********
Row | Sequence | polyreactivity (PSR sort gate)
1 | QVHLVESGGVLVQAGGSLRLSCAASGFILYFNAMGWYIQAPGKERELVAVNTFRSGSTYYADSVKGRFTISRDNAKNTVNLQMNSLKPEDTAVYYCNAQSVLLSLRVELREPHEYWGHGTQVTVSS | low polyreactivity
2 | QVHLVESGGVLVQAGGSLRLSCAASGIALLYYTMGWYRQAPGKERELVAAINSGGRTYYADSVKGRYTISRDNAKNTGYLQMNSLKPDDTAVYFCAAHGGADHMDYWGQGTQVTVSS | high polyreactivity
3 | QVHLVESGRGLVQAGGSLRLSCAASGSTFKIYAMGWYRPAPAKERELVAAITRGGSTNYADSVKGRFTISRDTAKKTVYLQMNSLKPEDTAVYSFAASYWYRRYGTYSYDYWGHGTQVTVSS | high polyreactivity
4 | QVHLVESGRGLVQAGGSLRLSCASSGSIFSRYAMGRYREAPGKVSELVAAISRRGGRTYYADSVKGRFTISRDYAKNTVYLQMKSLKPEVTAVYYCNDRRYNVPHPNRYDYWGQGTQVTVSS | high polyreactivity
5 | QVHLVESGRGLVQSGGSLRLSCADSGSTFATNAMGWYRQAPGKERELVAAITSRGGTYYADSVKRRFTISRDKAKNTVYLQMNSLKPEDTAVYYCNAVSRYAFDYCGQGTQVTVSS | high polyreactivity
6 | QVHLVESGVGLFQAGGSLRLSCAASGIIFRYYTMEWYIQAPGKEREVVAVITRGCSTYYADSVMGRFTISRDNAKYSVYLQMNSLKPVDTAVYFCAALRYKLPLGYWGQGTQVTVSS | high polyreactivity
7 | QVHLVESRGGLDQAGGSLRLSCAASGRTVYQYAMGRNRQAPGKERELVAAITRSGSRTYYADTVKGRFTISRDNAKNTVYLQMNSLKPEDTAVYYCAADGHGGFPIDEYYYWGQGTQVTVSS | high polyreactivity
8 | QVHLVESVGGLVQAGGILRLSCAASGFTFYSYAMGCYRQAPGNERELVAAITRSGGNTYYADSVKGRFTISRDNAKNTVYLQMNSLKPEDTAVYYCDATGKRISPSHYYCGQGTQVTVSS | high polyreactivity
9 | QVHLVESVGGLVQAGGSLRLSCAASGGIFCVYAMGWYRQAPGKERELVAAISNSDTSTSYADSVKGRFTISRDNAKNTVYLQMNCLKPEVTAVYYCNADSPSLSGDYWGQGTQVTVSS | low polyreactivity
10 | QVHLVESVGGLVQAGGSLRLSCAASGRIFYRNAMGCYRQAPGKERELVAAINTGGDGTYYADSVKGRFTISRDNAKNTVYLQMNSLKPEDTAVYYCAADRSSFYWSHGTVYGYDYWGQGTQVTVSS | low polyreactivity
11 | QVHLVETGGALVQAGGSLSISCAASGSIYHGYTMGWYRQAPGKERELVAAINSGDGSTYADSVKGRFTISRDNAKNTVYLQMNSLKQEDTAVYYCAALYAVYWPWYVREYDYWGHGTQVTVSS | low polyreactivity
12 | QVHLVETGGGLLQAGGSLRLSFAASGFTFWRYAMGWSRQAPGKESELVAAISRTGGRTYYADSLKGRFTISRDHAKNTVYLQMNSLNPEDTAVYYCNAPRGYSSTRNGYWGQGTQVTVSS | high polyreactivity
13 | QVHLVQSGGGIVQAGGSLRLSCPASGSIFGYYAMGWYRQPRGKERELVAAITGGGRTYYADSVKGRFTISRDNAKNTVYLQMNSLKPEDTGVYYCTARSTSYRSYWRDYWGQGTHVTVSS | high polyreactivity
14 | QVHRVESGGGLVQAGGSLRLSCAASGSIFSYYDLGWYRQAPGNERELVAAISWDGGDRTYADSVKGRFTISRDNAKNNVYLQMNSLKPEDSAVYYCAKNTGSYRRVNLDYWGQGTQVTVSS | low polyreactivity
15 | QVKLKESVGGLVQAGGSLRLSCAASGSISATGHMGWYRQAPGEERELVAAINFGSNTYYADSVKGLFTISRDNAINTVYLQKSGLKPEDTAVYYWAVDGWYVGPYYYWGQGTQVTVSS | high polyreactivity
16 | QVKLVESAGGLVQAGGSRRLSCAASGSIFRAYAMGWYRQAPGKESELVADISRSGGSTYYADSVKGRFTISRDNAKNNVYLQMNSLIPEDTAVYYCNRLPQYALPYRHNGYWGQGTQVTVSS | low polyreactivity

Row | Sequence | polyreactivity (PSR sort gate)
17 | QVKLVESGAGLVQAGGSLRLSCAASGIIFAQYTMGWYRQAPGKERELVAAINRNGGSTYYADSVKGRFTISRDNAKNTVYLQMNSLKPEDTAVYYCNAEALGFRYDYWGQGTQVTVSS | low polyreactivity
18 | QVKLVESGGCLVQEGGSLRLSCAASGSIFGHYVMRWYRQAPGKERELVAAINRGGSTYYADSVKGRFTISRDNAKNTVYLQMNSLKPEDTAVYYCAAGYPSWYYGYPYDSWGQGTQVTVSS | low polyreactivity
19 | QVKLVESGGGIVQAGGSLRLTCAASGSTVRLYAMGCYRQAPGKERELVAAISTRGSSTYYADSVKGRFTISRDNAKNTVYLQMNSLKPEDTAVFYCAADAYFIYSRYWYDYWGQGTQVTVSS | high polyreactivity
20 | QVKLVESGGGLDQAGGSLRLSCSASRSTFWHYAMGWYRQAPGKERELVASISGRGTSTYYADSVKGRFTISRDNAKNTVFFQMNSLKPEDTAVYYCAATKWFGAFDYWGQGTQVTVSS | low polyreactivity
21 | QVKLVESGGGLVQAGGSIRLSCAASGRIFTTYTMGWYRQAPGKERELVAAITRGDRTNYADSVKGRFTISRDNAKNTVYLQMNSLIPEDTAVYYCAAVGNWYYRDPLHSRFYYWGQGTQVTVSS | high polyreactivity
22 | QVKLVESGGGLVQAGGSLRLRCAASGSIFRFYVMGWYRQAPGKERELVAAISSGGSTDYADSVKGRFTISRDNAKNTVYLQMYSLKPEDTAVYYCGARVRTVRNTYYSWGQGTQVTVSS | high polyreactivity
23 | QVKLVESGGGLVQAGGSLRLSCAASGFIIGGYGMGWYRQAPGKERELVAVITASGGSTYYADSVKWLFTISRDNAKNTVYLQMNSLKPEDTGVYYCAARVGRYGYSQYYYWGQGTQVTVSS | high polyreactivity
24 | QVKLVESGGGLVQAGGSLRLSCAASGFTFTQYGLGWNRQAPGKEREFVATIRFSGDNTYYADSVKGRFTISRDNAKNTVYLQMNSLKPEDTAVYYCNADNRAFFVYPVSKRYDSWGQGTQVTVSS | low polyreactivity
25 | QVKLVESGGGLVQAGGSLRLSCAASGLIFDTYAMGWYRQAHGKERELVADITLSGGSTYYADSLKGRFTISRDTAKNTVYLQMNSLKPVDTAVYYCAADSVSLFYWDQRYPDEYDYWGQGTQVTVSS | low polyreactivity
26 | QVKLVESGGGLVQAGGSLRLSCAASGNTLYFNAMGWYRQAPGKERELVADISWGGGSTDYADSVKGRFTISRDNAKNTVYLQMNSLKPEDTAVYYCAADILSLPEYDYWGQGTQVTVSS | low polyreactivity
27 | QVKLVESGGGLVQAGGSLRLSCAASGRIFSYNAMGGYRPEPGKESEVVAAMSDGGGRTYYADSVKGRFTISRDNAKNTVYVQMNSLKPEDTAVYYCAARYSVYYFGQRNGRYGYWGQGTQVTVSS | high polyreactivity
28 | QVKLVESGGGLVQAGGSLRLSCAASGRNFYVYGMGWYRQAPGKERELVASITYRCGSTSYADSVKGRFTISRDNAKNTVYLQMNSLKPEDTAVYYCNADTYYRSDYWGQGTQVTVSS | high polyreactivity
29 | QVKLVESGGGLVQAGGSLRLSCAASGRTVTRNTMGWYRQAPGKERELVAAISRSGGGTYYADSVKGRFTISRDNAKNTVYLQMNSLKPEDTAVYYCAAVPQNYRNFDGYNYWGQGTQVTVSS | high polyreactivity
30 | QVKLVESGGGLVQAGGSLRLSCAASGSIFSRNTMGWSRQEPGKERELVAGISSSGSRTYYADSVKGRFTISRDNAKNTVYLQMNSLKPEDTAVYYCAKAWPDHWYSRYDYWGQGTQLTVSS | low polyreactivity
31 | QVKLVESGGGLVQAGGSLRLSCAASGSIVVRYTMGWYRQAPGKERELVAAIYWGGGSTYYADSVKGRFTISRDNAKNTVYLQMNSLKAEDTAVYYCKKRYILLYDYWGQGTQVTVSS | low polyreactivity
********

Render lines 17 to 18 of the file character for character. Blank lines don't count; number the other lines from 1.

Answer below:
16 | QVKLVESAGGLVQAGGSRRLSCAASGSIFRAYAMGWYRQAPGKESELVADISRSGGSTYYADSVKGRFTISRDNAKNNVYLQMNSLIPEDTAVYYCNRLPQYALPYRHNGYWGQGTQVTVSS | low polyreactivity

Row | Sequence | polyreactivity (PSR sort gate)